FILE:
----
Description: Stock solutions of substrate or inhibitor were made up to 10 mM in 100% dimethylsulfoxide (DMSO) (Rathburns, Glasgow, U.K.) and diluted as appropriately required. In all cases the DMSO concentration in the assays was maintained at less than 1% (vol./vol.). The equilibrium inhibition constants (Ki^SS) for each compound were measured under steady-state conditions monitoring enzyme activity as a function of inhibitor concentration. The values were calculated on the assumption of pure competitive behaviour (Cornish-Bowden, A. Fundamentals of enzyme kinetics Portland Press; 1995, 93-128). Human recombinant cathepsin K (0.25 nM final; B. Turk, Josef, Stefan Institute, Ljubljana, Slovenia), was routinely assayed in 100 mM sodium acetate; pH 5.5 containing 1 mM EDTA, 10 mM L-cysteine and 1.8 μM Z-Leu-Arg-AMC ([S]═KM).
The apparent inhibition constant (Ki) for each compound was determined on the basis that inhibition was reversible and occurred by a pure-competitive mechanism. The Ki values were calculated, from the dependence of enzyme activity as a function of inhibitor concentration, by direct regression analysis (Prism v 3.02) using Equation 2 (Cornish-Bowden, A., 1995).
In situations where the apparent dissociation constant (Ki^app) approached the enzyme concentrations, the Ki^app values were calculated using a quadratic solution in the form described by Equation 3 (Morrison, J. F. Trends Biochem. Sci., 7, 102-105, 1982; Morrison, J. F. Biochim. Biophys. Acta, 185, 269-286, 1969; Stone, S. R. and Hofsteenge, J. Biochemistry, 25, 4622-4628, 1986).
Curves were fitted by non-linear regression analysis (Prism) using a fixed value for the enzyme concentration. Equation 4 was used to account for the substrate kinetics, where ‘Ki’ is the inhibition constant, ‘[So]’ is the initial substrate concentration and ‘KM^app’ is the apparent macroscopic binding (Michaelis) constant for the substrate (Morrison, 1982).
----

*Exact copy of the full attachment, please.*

Description: Stock solutions of substrate or inhibitor were made up to 10 mM in 100% dimethylsulfoxide (DMSO) (Rathburns, Glasgow, U.K.) and diluted as appropriately required. In all cases the DMSO concentration in the assays was maintained at less than 1% (vol./vol.). The equilibrium inhibition constants (Ki^SS) for each compound were measured under steady-state conditions monitoring enzyme activity as a function of inhibitor concentration. The values were calculated on the assumption of pure competitive behaviour (Cornish-Bowden, A. Fundamentals of enzyme kinetics Portland Press; 1995, 93-128). Human recombinant cathepsin K (0.25 nM final; B. Turk, Josef, Stefan Institute, Ljubljana, Slovenia), was routinely assayed in 100 mM sodium acetate; pH 5.5 containing 1 mM EDTA, 10 mM L-cysteine and 1.8 μM Z-Leu-Arg-AMC ([S]═KM).
The apparent inhibition constant (Ki) for each compound was determined on the basis that inhibition was reversible and occurred by a pure-competitive mechanism. The Ki values were calculated, from the dependence of enzyme activity as a function of inhibitor concentration, by direct regression analysis (Prism v 3.02) using Equation 2 (Cornish-Bowden, A., 1995).
In situations where the apparent dissociation constant (Ki^app) approached the enzyme concentrations, the Ki^app values were calculated using a quadratic solution in the form described by Equation 3 (Morrison, J. F. Trends Biochem. Sci., 7, 102-105, 1982; Morrison, J. F. Biochim. Biophys. Acta, 185, 269-286, 1969; Stone, S. R. and Hofsteenge, J. Biochemistry, 25, 4622-4628, 1986).
Curves were fitted by non-linear regression analysis (Prism) using a fixed value for the enzyme concentration. Equation 4 was used to account for the substrate kinetics, where ‘Ki’ is the inhibition constant, ‘[So]’ is the initial substrate concentration and ‘KM^app’ is the apparent macroscopic binding (Michaelis) constant for the substrate (Morrison, 1982).